Fringe Benefits: Why startups mustn’t appeal to the masses


In a two-party political system like we have in America, the fight is always over the middle.

The hard-lefts vote Democratic, the hard-rights Republican, even if they don’t know the candidate, even if they don’t like the candidate, because it can’t be as bad as that other guy who is even further removed from their ideology. No sense in either party trying to battle over those extremes.

But fighting for the middle is murky — without a strong affiliation and a consistent set of beliefs, how do you convince all of the centrists you’re the best candidate?

The answer is political safe-talk: saying the right thing to the crowd in front of you while leaving enough wiggle room to say something different to the next. Frolic at the intersection of ambiguity and generality. Assert nothing controversial, lest you lose the room. Even when you can’t bring yourself to say something they’ll love, just say something they can’t quite hate.

Of course this sort of behavior is why we distrust and dislike politicians, and why most Americans prefer voting for “none of the above.”

A startup must be the opposite of a politician.

A startup should be the bat-shit crazy independent candidate who runs for president even though he’ll end up with only 40,000 votes.

After all, wouldn’t you be happy with 40,000 zealous fans, each contributing $10/mo to your cause?

How do you get 40,000 fans, whether web app customers, blog readers, or book-buyers? By talking to the fringe, not the middle.

By taking a hard line on what’s important to you. By having strong opinions, even if weakly held. By being specific, not general, By speaking to your target audience, not to just anyone who happens by your website. By taking the smallest, most well-defined niche you can muster and owning it 100%.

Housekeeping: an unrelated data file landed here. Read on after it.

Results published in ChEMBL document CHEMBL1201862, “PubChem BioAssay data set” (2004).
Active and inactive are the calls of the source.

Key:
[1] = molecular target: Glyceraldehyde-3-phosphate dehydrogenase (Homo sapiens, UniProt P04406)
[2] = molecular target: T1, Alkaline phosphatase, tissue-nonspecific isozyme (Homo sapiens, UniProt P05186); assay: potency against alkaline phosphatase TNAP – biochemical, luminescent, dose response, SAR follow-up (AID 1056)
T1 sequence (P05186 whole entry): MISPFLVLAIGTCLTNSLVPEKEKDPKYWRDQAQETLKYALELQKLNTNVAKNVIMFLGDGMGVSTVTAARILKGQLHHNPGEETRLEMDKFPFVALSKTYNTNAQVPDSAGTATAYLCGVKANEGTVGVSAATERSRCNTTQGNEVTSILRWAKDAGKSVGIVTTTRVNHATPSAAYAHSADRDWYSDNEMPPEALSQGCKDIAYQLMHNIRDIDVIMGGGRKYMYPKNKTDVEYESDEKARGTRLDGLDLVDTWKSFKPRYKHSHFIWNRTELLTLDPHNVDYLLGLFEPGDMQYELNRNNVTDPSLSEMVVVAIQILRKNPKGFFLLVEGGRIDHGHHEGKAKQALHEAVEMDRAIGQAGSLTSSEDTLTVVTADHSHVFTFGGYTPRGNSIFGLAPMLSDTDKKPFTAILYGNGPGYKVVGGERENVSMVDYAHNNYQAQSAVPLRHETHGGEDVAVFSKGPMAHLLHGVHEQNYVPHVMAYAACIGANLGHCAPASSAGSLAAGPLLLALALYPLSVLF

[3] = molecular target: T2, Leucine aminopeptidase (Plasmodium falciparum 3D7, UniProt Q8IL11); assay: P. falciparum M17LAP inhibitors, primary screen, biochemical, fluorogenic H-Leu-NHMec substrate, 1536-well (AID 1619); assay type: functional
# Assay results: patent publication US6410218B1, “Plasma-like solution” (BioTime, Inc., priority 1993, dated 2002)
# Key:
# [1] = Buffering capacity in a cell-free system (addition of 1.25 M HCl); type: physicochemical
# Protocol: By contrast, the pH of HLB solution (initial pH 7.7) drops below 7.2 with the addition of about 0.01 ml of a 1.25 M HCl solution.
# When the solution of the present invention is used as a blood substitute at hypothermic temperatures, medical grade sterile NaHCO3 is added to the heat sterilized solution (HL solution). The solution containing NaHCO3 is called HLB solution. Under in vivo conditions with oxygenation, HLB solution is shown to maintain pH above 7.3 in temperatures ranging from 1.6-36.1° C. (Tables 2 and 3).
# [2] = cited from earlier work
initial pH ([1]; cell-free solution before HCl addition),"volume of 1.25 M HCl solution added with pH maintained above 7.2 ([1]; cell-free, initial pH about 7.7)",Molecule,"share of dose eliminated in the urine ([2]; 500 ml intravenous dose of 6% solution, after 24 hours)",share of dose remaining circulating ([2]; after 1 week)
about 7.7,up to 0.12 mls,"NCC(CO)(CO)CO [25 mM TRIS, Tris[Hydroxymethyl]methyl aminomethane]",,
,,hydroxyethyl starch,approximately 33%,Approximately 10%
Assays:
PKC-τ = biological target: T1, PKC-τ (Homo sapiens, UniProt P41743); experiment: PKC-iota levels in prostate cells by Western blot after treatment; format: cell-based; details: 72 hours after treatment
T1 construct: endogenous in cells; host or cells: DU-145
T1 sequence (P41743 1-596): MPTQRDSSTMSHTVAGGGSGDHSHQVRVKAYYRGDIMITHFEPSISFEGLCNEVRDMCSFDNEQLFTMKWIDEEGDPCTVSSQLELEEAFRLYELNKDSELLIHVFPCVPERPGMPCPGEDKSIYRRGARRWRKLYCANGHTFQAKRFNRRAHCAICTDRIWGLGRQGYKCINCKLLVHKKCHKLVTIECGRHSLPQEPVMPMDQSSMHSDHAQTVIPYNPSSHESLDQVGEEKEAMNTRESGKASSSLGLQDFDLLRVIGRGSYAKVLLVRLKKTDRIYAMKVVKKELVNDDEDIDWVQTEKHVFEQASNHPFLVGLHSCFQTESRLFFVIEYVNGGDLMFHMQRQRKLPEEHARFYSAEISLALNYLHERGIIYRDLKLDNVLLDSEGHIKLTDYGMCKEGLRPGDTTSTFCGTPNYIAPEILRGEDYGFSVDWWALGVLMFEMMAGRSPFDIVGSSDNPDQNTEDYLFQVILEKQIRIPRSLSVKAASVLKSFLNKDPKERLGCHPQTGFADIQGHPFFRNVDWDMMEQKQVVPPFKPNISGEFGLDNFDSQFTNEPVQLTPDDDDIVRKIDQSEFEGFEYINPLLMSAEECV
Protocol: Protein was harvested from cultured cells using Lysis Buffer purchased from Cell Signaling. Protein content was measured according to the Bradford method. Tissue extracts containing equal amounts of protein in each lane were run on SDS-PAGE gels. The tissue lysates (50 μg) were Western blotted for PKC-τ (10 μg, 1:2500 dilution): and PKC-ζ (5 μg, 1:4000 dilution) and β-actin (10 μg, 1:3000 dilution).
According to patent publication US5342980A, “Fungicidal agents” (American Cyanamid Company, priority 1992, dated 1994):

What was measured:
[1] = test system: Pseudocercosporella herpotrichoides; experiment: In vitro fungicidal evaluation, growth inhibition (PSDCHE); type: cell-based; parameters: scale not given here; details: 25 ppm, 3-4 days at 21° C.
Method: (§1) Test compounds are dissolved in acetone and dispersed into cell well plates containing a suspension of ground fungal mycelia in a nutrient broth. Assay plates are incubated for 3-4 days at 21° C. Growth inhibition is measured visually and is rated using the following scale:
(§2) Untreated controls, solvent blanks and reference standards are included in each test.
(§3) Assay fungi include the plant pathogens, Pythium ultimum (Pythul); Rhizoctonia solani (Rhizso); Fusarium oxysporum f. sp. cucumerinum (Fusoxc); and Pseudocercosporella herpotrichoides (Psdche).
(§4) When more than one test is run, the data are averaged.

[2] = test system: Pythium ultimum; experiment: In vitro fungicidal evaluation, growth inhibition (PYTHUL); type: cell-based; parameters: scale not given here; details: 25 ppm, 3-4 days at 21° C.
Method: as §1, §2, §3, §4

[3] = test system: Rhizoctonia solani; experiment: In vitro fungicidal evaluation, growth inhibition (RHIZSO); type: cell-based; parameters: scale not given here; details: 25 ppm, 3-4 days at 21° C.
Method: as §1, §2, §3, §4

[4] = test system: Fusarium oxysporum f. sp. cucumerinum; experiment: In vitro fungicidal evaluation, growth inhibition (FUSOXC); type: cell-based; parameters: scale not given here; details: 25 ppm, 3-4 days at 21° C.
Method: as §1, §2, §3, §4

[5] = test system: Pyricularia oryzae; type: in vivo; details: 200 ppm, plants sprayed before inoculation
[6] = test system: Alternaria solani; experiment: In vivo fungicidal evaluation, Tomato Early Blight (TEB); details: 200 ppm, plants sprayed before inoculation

You’ll need to be honest too. It’s hard to be passionate, strong, specific, and zealous without also be honest. Honest with yourself in what you profess and honest with others that you’re espousing it with neither apology nor qualification.

Not sure what you believe? Not sure what’s important to you? I wasn’t either three years ago when I started this blog. Maybe that’s something worth fixing. Best way to figure it out, though, is to start writing and see what comes, then look back later and see if you still believe it.

Though this part is difficult — as much because of introspection as of converting thoughts to words — it makes everything else easy because zealots aren’t like normal customers. They willingly put up with bugs or lack of features, they’re your unpaid salesforce, you’ll feed off your own words and theirs to construct compelling yet accurate website and advertising copy.

Then you’ll discover the best part: People outside your niche will like what you’re saying too. You’ll find that people who aren’t your “perfect” customer are nevertheless willing to join you, because strong opinion coupled with abject honesty is compelling. Even if you say, right on the home page, “This product is for little startups only!” some project manager from IBM will buy 300 seats.

It happened to me. Lots of times.

You’ll be surprised how many people outside your target market wish that they were inside, and will join you if only to live vicariously.

Take this blog — it’s written specifically for founders of small, single-digit-sized startups, bootstrapped or angel-funded, who sell product online. Yet, the majority of my readers are not that! Most aren’t running business yet, they’re thinking about it, or they have a side-project they hope might become a business, or they want to twist their corporate job into something more meaningful. Many are consultants. A strong minority aren’t even in software.

A strong, clear message of any sort beats a muddled, generic message attempting to appeal to the masses.

Let the silly politicians pander and play to the masses. Be your own tribal leader.


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